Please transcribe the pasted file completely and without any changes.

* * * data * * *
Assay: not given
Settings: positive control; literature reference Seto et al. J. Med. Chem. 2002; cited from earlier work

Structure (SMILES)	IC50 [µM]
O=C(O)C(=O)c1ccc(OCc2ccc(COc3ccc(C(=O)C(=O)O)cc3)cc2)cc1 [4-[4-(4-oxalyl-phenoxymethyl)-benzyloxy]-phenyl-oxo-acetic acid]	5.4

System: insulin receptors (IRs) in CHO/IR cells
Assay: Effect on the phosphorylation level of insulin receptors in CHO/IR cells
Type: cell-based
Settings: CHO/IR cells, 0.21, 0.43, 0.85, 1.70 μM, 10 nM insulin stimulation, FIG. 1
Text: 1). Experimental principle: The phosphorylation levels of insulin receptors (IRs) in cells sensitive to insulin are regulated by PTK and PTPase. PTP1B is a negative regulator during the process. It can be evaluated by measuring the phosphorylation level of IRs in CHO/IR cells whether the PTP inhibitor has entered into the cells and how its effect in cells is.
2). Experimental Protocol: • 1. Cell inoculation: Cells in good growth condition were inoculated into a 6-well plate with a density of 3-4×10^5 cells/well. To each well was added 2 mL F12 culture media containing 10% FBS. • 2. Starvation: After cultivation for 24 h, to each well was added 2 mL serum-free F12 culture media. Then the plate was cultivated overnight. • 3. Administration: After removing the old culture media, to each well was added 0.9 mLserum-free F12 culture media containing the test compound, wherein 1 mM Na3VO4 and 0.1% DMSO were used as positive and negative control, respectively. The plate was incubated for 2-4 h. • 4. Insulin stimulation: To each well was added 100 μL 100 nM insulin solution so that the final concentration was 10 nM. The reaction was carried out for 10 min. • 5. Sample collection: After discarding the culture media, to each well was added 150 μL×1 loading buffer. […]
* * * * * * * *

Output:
Assay: not given
Settings: positive control; literature reference Seto et al. J. Med. Chem. 2002; cited from earlier work

Structure (SMILES)	IC50 [µM]
O=C(O)C(=O)c1ccc(OCc2ccc(COc3ccc(C(=O)C(=O)O)cc3)cc2)cc1 [4-[4-(4-oxalyl-phenoxymethyl)-benzyloxy]-phenyl-oxo-acetic acid]	5.4

System: insulin receptors (IRs) in CHO/IR cells
Assay: Effect on the phosphorylation level of insulin receptors in CHO/IR cells
Type: cell-based
Settings: CHO/IR cells, 0.21, 0.43, 0.85, 1.70 μM, 10 nM insulin stimulation, FIG. 1
Text: 1). Experimental principle: The phosphorylation levels of insulin receptors (IRs) in cells sensitive to insulin are regulated by PTK and PTPase. PTP1B is a negative regulator during the process. It can be evaluated by measuring the phosphorylation level of IRs in CHO/IR cells whether the PTP inhibitor has entered into the cells and how its effect in cells is.
2). Experimental Protocol: • 1. Cell inoculation: Cells in good growth condition were inoculated into a 6-well plate with a density of 3-4×10^5 cells/well. To each well was added 2 mL F12 culture media containing 10% FBS. • 2. Starvation: After cultivation for 24 h, to each well was added 2 mL serum-free F12 culture media. Then the plate was cultivated overnight. • 3. Administration: After removing the old culture media, to each well was added 0.9 mLserum-free F12 culture media containing the test compound, wherein 1 mM Na3VO4 and 0.1% DMSO were used as positive and negative control, respectively. The plate was incubated for 2-4 h. • 4. Insulin stimulation: To each well was added 100 μL 100 nM insulin solution so that the final concentration was 10 nM. The reaction was carried out for 10 min. • 5. Sample collection: After discarding the culture media, to each well was added 150 μL×1 loading buffer. […]